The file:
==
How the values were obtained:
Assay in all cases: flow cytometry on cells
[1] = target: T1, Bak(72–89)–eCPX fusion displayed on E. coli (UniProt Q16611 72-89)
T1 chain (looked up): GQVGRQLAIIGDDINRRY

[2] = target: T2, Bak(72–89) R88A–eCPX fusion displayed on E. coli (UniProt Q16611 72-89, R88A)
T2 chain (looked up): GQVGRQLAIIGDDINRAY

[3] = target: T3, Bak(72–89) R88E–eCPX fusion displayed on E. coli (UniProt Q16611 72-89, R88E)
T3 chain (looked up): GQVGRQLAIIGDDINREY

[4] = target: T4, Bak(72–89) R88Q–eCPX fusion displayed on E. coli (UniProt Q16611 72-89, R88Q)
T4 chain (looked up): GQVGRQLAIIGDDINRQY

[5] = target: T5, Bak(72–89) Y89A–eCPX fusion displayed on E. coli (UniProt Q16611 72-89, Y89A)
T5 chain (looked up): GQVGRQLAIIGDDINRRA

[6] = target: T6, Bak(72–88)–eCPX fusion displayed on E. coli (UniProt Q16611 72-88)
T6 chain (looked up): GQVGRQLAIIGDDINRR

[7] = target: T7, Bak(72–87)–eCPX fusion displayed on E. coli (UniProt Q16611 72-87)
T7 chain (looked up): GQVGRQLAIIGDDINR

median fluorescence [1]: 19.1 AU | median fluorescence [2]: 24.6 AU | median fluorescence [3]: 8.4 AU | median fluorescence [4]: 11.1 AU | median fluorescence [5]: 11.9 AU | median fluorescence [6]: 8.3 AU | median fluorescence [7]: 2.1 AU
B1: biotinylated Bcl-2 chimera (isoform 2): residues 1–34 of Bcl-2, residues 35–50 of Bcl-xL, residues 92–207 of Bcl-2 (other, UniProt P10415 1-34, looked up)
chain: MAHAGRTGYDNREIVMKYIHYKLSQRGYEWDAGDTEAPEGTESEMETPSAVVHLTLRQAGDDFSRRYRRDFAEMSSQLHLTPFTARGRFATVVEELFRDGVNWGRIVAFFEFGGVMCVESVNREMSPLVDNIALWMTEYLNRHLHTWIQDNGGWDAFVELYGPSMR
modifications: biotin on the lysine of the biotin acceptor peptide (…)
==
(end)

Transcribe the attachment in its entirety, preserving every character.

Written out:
How the values were obtained:
Assay in all cases: flow cytometry on cells
[1] = target: T1, Bak(72–89)–eCPX fusion displayed on E. coli (UniProt Q16611 72-89)
T1 chain (looked up): GQVGRQLAIIGDDINRRY

[2] = target: T2, Bak(72–89) R88A–eCPX fusion displayed on E. coli (UniProt Q16611 72-89, R88A)
T2 chain (looked up): GQVGRQLAIIGDDINRAY

[3] = target: T3, Bak(72–89) R88E–eCPX fusion displayed on E. coli (UniProt Q16611 72-89, R88E)
T3 chain (looked up): GQVGRQLAIIGDDINREY

[4] = target: T4, Bak(72–89) R88Q–eCPX fusion displayed on E. coli (UniProt Q16611 72-89, R88Q)
T4 chain (looked up): GQVGRQLAIIGDDINRQY

[5] = target: T5, Bak(72–89) Y89A–eCPX fusion displayed on E. coli (UniProt Q16611 72-89, Y89A)
T5 chain (looked up): GQVGRQLAIIGDDINRRA

[6] = target: T6, Bak(72–88)–eCPX fusion displayed on E. coli (UniProt Q16611 72-88)
T6 chain (looked up): GQVGRQLAIIGDDINRR

[7] = target: T7, Bak(72–87)–eCPX fusion displayed on E. coli (UniProt Q16611 72-87)
T7 chain (looked up): GQVGRQLAIIGDDINR

median fluorescence [1]: 19.1 AU | median fluorescence [2]: 24.6 AU | median fluorescence [3]: 8.4 AU | median fluorescence [4]: 11.1 AU | median fluorescence [5]: 11.9 AU | median fluorescence [6]: 8.3 AU | median fluorescence [7]: 2.1 AU
B1: biotinylated Bcl-2 chimera (isoform 2): residues 1–34 of Bcl-2, residues 35–50 of Bcl-xL, residues 92–207 of Bcl-2 (other, UniProt P10415 1-34, looked up)
chain: MAHAGRTGYDNREIVMKYIHYKLSQRGYEWDAGDTEAPEGTESEMETPSAVVHLTLRQAGDDFSRRYRRDFAEMSSQLHLTPFTARGRFATVVEELFRDGVNWGRIVAFFEFGGVMCVESVNREMSPLVDNIALWMTEYLNRHLHTWIQDNGGWDAFVELYGPSMR
modifications: biotin on the lysine of the biotin acceptor peptide (…)